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Drag Me To Hell (2009) Print E-mail
Sunday, 31 May 2009
ImageSam Raimi wants to scare you again. It's been nine long years since his last horror flick, 2000's The Gift. But while that film went for a brooding, gothic atmosphere wrapped around a murder mystery plot and featuring a cast of Oscar nominees and winners, Drag Me To Hell returns Raimi to the impish stylings of his famous Evil Dead trilogy.
Christine Brown (Alison Lohman) is a loan officer at a California bank. She's dating a psychology professor (Justin Long) and aches for a promotion to assistant manager. Her boss (David Paymer) tells her that in order to move up, she's going to need to learn how to make "tough decisions." Thus, when Mrs. Ganush (Lorna Raver), an old Eastern European woman, shows up and asks for an extension on her mortgage payments, Christine declines to help her. Outraged, Mrs. Ganush attacks Christine and puts a curse on her. For three days Christine will be tormented by a spirit. On the fourth, she will be dragged to hell. Aided by a fortune teller (Dileep Rao), Christine tries everything she can think of to remove the curse. But will it work? And how much is she willing to sacrifice to save her own soul?
Drag Me To Hell is the simplest, most straightforward horror movie I've seen in a long time. And that is a very good thing. This is the first time since 2000 that Raimi hasn't directed a movie with the words Spider-Man in the title, and you can tell that he's delighted to work on less demanding fare. That isn't to say that Raimi is resting on his laurels. Far from it. Right from the beginning, where a Vintage Universal logo gives way to the imposing title card, you can tell that Raimi is reinvigorated by a trip back to the genre that has given him his greatest success. His direction is spot-on throughout the film, with all of his trademark moves and humor.
And this is probably where the Evil Dead comparisons will come from. Yes, like Evil Dead 2, this is a horror comedy, but I think the horror is played just a little straighter than it is in the latter two Evil Dead entries (I would argue that, as great of a film as it is, there's no horror at all in Army of Darkness at all). Alison Lohman does a great job of taking the film's yoke on her shoulders. For one thing, she's as cute as a button (a little inside joke for those who have seen the movie), and unlike some of Raimi's other leading ladies (Kirsten Dunst) really has some acting chops hidden beneath her pretty exterior. In fact, someone said that she may have been cast in this film to prove she could take over the Mary-Jane Watson role in future Spider-Man movies. If that's true, then I would beg Raimi and the studio to make just that adjustment, as Lohman is perfect. But back to Drag Me To Hell! Raimi and his brother Ivan made some interesting character choices when writing Christine. She's put upon at the beginning, but when faced with the curse, does some truly despicable things. She's got more dimension than your typical horror heroine, most of whom are fresh-faced virgins who get thrown into bad situations. Christine ends up where she is because of her own choices (although the consequences are pretty harsh).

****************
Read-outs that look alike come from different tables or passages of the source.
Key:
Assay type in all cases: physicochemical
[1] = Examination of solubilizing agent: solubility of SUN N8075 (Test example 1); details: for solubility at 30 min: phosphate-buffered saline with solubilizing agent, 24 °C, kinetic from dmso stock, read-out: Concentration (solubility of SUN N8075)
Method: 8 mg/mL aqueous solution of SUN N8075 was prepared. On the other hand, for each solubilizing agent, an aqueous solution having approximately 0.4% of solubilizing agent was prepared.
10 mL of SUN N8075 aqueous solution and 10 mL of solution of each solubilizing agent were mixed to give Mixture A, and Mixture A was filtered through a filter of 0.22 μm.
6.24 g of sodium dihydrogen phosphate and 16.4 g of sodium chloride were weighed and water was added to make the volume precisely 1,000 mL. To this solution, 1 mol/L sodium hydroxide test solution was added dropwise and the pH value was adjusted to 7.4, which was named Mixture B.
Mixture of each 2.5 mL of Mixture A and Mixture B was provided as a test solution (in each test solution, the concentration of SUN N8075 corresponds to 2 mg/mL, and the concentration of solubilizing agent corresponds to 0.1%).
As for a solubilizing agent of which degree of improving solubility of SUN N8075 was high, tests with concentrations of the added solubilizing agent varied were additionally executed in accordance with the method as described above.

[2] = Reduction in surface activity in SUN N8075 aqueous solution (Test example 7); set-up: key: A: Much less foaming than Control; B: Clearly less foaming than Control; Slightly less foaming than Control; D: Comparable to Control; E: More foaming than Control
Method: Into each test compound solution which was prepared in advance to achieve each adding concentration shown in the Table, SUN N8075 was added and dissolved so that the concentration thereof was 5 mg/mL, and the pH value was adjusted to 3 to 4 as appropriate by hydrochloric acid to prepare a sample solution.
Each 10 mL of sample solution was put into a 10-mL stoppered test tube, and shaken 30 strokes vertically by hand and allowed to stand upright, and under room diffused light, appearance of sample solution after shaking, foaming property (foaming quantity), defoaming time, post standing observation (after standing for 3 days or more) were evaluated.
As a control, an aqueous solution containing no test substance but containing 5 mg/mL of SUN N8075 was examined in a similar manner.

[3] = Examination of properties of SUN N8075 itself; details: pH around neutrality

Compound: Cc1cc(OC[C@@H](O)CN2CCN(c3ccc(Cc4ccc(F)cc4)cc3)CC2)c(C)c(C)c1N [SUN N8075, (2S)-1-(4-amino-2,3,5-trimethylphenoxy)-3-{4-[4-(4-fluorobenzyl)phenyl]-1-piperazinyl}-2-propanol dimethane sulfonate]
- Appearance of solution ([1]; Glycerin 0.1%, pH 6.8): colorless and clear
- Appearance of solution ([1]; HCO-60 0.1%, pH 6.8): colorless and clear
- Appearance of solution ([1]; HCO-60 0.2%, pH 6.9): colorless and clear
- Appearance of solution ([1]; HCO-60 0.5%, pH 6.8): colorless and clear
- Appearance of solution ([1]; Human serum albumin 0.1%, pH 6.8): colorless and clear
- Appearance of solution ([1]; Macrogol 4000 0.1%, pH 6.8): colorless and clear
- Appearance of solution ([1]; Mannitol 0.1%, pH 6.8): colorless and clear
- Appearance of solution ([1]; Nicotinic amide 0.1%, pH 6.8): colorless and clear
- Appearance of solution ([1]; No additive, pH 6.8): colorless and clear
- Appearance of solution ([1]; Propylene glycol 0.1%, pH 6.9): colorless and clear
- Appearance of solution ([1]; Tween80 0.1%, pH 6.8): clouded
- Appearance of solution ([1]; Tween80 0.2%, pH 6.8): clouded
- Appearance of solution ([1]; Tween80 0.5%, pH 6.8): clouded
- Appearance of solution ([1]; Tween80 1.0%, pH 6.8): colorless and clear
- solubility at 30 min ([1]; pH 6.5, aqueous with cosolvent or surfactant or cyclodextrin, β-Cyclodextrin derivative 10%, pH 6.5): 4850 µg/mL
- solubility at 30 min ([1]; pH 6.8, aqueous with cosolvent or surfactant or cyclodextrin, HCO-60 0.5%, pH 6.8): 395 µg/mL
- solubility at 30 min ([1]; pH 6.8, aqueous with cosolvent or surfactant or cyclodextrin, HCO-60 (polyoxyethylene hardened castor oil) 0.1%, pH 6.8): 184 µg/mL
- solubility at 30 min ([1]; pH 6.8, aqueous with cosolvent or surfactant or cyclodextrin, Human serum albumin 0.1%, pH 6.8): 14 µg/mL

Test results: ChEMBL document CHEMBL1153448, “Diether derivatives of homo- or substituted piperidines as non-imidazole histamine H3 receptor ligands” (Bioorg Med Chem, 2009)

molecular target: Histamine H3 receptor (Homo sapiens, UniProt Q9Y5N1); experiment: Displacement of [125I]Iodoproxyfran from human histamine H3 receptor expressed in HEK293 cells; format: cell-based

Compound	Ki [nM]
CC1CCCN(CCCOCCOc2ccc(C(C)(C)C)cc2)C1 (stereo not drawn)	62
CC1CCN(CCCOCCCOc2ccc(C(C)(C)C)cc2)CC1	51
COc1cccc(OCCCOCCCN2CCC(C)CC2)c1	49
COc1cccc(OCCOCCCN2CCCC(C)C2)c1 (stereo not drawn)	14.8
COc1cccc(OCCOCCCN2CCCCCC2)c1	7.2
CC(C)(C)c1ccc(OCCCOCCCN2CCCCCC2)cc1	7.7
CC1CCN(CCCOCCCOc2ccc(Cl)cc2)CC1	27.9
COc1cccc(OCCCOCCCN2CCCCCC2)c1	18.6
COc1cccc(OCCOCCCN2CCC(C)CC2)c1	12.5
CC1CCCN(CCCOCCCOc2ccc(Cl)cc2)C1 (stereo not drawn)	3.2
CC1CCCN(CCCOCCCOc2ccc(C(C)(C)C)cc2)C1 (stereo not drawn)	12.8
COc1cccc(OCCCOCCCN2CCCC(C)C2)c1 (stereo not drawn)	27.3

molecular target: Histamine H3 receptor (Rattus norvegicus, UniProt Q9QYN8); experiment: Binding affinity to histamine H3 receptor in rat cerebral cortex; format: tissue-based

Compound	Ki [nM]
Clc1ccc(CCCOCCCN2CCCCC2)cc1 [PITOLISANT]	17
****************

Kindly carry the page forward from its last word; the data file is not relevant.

The supporting cast is generally good. Lorna Raver is a fantastic villain, really hamming it up. She's also at times reminiscent of the evil female Deadite in Evil Dead 2 (you know, "I'll swallow your soul!") and has a hankerchief that does her bidding, which may be a slight callback to Ash's infected hand. Dileep Rao does a great job as a fortune teller that Christine consults in order to remove the curse. He's believable and empathetic. The one weak spot is Justin Long, whose performance isn't bad, but he's given very little to do. Most of the time it seems like he's there just to drive Christine around in his Prius. I get the feeling that there was more to his character, and that those development scenes got cut in favor of a leaner, tighter film.
The movie does run along at a brisk pace, and the humor mixed with horror keeps things lively. There were a few moments that I could see coming, but they were so well executed that it didn't bother me in the slightest. And the best scenes in the film are up there with Raimi's best work. If nothing else, Drag Me To Hell proves that Raimi's eye for horror is undiminished, and shows that he's still capable of drawing audiences in with a property that doesn't revolve around a superhero. I've been thinking about this movie almost nonstop since  I've seen it. It's great fun. Don't miss it.

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